How Much Fat!

October 11, 2009

How much fat do we need on a daily basis?  There is no firm standard for fat intake.  The American Heart Association (AHA; recommends that we focus on replacing high fat foods with fruits, unrefined whole grains, vegetables, fat free and low fat dairy products, poultry, fish, and lean meat.  Also, the AHA suggests that we focus on weight control and the addition of two weekly servings of fish high in omega-3 fatty acids (the typical American diet is deficient in omega-3 fatty acids).  As for the amount of our diet that comes from fats, the AHA recommendation is that our fat intake remain less than or equal to 30% of our diet.

The American Cancer Society ( recommends that our diets consist of no more than 20% of total calories from fats.  The intent behind their recommendation is the reduction of risk of cancers of the colon and rectum, prostate, endometrium, and perhaps breast.

The National Academy of Sciences, the Senate Select Committee on Health and Nutrition, and the National Research Council recommend that no more than 30% of our calories come from fats, and that the fats consist of 10% saturated, 10% monounsaturated, and 10% essential fatty acids (omega-6 and omega-3).

Recall that a few posts ago, we calculated the number of calories we should consume daily.  From that daily amount of calories we can take 20 or 30% to compute the number of fat calories we should aim to stay at or below, assuming we want to follow the recommendations of the previously mentioned agencies.

As was stated above, the American diet is typically deficient in omega-3 fatty acids.  Some have linked this deficiency to many of the degenerative diseases that plague our society.  We might talk more about this in a later post.


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16 Responses to “How Much Fat!”

  1. John Ho says:

    For the first time, we try out organic butter. Not easy to come by in Melbourne, Australia.

    John Ho

  2. Hi Darryl,

    I love the little salmon heart illustration you used for your fitness and health blog about fat consumption and the reminder to eat Omega 3 fats, too!

    Happy Dating and Relationships,

    April Braswell

  3. It would seemtome that the quality fo the fats we eat is important as well, much more so than the total amount. Great information.

    Steve Chambers, Sale Trainer Speaker

  4. Scott Payne says:

    Great Information!!… Love the blog , can’t wait to learn more. Thanks

  5. I’ll look for food with omega-3

    Jose Escalante

  6. What does this mean for bacon and eggs in the morning?

    Martin O’Connor

  7. Lisa says:

    I have no problem with getting more Omega-3 – I love fish and sushi. That picture looks amazing btw.

    With what Pam said, is mercury that really a big of a problem in fish? I thought this was only Tuna and you had to eat huge amounts. More information this would be great.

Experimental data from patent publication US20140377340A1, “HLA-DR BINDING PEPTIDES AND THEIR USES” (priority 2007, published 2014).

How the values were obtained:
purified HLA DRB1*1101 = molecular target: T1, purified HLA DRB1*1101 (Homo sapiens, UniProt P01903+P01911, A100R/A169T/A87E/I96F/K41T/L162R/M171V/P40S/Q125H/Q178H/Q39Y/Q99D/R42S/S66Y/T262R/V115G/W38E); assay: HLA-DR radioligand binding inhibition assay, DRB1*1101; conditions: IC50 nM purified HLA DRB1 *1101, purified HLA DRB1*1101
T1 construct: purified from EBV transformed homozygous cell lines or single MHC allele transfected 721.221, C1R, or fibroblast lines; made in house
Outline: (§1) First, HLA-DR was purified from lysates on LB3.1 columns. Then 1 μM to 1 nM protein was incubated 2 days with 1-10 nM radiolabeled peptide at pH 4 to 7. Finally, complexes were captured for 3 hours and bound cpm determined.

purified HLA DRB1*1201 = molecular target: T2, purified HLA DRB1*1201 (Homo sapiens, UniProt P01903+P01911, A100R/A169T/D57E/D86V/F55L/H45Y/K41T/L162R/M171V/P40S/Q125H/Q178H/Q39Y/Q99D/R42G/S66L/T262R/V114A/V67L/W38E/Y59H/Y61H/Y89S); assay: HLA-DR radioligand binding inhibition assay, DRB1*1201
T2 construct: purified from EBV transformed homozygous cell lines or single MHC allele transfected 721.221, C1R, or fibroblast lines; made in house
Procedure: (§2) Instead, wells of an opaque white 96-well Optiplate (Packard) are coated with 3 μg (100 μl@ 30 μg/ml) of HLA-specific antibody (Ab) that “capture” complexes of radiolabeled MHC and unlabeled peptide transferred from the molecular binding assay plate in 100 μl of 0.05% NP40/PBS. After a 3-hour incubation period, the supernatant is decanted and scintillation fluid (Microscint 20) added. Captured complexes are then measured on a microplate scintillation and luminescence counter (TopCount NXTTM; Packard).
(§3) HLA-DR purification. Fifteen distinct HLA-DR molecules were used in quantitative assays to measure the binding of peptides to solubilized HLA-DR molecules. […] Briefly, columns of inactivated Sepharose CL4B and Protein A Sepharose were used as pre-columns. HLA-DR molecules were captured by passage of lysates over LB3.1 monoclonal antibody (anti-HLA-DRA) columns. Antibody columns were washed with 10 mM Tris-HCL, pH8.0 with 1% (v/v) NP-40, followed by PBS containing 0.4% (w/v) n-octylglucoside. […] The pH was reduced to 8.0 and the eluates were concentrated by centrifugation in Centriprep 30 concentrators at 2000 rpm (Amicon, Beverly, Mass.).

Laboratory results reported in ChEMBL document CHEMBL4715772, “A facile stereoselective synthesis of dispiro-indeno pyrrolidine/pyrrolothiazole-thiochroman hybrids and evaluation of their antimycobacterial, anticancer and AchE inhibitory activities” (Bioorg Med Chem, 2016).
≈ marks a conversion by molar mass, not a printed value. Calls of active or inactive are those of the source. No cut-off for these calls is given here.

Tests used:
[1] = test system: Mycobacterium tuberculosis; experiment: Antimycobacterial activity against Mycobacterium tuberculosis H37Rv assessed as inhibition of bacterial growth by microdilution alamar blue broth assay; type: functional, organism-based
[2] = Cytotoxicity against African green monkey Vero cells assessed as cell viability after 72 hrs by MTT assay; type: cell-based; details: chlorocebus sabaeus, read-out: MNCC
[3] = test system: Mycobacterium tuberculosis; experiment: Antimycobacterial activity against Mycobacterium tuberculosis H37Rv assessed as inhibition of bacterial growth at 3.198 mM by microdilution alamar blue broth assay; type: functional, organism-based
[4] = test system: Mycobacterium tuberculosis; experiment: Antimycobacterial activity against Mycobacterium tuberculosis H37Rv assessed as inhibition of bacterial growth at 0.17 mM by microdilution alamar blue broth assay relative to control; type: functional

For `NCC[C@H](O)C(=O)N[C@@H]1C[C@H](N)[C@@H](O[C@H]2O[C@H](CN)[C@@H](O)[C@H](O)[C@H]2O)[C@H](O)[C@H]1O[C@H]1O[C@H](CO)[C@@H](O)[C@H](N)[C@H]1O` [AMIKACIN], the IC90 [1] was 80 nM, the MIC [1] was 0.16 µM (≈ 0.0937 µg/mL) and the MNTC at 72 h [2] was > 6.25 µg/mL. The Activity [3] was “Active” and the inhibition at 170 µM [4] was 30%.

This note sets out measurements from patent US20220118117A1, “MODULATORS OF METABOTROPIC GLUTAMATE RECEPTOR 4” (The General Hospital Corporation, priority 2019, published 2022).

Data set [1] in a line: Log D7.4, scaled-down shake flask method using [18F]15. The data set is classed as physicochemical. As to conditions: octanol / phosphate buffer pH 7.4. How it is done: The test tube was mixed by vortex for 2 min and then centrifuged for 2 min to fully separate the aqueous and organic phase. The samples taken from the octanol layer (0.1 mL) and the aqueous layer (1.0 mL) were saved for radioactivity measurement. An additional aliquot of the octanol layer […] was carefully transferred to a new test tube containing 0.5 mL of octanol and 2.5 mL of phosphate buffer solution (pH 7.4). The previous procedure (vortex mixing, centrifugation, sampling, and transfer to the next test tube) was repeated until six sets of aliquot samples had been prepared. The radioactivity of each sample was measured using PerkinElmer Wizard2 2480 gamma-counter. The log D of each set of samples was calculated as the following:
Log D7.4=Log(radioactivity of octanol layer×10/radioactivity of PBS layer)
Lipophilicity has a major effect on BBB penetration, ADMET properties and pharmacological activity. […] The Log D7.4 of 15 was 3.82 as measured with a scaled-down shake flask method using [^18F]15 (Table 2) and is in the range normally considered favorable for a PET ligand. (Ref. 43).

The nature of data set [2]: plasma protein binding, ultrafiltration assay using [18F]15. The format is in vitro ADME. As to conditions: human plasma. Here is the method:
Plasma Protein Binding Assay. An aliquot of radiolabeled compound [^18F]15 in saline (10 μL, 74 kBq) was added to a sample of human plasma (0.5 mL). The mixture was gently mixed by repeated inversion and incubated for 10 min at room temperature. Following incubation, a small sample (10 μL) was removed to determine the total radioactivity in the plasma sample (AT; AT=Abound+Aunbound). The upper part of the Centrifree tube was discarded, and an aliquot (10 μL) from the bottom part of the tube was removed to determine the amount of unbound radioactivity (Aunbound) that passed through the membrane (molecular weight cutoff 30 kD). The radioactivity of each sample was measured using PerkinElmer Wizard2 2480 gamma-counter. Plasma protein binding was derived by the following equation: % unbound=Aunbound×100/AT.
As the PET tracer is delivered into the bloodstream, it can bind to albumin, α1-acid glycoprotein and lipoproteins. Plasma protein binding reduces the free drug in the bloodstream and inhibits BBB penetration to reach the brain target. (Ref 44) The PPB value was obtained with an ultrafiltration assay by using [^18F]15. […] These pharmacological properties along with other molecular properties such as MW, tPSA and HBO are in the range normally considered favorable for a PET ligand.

8. Rob Northrup says:

    I’ve heard that Fish Oil (like salmon) is the best kind of fat. Is this true?

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  9. I am not suprised that everyone can not agree on what the percent of daily fat should be. In a short time they will come out with a new study and change their ideas anyway.

    Thank for putting the info together in one spot for us to view.

    Robert Martin

  10. Scott Payne says:

    I have taken Omega 3’s for about 10 years… I really think they help.
    Scott Payne

  11. Pam Schulz says:

    I, too, am curious about the benefits of fish (Omega-3 fatty acids) versus mercury.

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  12. But fat tastes so good! Lol I actually didn’t realize that the amount was that high. This is very interesting. I do need to increase my whole family’s Omega-3 fatty acids. Aren’t those the ones that come from fish? I have severely decreased the amount of fish we eat because of the mercury levels. Any advice or comments on this?

    Lisa McLellan
    Babysitting Services – Babysitters and Nannies

    • Katie says:

      My understanding – which is constantly evolving – is that eating fish more than 4 times a week will lead to excessive mercury build up. It varies of course based on the size of the fish you eat. The smaller the fish, the less mercury it can accumulate. Also, it depends on the fish’s diet. If the fish eats other fish, it will accumulate more mercury – TUNA. If the fish only eats vegetation, then it will have less.


  13. Keri Eagan says:

    20% isn’t too bad. I’d like to know of any foods I should be aware of that hide fat, like the macadamias!

    Keri Eagan
    Anything Alternative

  14. Vicki says:

    My husband went on a fishing trip and brought back fillets of different fish good for the diet. I made it several different ways from baked to crockpot (which was a shot in the dark for fish – turned out great). Of course he wanted it deep fried and it adds to the why am I eating a healthy food but preparing it in a less than healthy way.

  15. Martin says:

    I was surprised to find out recently about the high saturated fat content of my favourite nuts – brazils, cashews and macadamias. Hasn’t stopped me eating them though, comforted by the other beneficial nutrients they contain…I think!?



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